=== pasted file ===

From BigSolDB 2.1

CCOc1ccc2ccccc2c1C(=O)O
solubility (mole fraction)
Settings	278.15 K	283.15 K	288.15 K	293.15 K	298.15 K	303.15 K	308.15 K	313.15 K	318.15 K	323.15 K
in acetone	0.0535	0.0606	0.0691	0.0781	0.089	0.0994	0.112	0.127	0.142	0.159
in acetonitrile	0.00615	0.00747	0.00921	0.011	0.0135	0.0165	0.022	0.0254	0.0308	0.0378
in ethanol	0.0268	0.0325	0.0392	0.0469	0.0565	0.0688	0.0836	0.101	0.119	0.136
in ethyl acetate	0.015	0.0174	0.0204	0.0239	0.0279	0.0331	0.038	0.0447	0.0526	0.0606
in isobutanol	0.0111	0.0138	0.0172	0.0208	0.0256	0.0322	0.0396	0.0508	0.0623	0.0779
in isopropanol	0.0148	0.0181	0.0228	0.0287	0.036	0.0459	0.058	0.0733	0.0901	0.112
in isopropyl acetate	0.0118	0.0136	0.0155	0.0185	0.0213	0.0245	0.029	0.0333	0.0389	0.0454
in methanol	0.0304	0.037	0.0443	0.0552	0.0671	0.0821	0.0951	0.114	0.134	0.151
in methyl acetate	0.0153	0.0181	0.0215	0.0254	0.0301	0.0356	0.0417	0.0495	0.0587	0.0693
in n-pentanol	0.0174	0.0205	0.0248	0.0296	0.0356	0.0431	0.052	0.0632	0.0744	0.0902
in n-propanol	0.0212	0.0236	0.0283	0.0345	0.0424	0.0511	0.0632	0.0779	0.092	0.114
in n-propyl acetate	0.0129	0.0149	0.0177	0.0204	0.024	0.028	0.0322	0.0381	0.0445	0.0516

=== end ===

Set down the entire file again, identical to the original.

From BigSolDB 2.1

CCOc1ccc2ccccc2c1C(=O)O
solubility (mole fraction)
Settings	278.15 K	283.15 K	288.15 K	293.15 K	298.15 K	303.15 K	308.15 K	313.15 K	318.15 K	323.15 K
in acetone	0.0535	0.0606	0.0691	0.0781	0.089	0.0994	0.112	0.127	0.142	0.159
in acetonitrile	0.00615	0.00747	0.00921	0.011	0.0135	0.0165	0.022	0.0254	0.0308	0.0378
in ethanol	0.0268	0.0325	0.0392	0.0469	0.0565	0.0688	0.0836	0.101	0.119	0.136
in ethyl acetate	0.015	0.0174	0.0204	0.0239	0.0279	0.0331	0.038	0.0447	0.0526	0.0606
in isobutanol	0.0111	0.0138	0.0172	0.0208	0.0256	0.0322	0.0396	0.0508	0.0623	0.0779
in isopropanol	0.0148	0.0181	0.0228	0.0287	0.036	0.0459	0.058	0.0733	0.0901	0.112
in isopropyl acetate	0.0118	0.0136	0.0155	0.0185	0.0213	0.0245	0.029	0.0333	0.0389	0.0454
in methanol	0.0304	0.037	0.0443	0.0552	0.0671	0.0821	0.0951	0.114	0.134	0.151
in methyl acetate	0.0153	0.0181	0.0215	0.0254	0.0301	0.0356	0.0417	0.0495	0.0587	0.0693
in n-pentanol	0.0174	0.0205	0.0248	0.0296	0.0356	0.0431	0.052	0.0632	0.0744	0.0902
in n-propanol	0.0212	0.0236	0.0283	0.0345	0.0424	0.0511	0.0632	0.0779	0.092	0.114
in n-propyl acetate	0.0129	0.0149	0.0177	0.0204	0.024	0.028	0.0322	0.0381	0.0445	0.0516